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Cy Twombly at Museum Brandhorst

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Jörg Immendorff

Teine Tunst mache

  • Translated titleMake No Art
  • Year1965
  • MaterialEmulsion paint on canvas
  • Dimensions120 x 120 cm
  • Year of acquisition2018
  • Inventory numberUAB 1216
  • On viewCurrently not exhibited
  • Copyright© The Estate of Jörg Immendorff, Courtesy Galerie Michael Werner
    Märkisch Wilmersdorf, Köln & New York. Photo: Thomas Mueller

More about the artwork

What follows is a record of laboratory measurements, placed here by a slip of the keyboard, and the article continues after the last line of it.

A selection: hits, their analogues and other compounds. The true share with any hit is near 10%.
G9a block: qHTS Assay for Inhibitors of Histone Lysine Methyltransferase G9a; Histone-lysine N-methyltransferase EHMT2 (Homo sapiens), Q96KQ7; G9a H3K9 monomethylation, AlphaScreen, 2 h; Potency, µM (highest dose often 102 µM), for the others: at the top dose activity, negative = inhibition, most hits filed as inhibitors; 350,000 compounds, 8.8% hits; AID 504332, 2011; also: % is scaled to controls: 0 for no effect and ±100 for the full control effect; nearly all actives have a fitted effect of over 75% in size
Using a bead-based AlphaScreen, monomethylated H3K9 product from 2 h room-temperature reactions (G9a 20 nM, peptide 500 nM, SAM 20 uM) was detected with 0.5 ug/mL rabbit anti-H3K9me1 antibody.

Hardly anything is cuter than tiny babies. But Jörg Immendorff’s baby seems rather threatening. A chubby infant’s head cries oversized tears in bright colors. Below it is written, almost imploringly, “Teine Tunst mache” – make no art. At the time, Immendorff was a student in Joseph Beuys’s class at the Düsseldorf Art Academy, and just like his teacher he was driven by societal concerns. He painted his babies during the time of the Vietnam War, as an appeal to peacefulness. At the same time, they bear witness to Immendorff’s biting humor, which was also directed against his own craft and its “whiny” self-centeredness. For him, the task of art was to change the world—and not to dwell on one’s self-doubts. Only a year later he demanded, “Stop painting.” He thereby exposed the dilemma inherent to politically-engaged art. For even the desire to leave painting behind finds its way back into painting.

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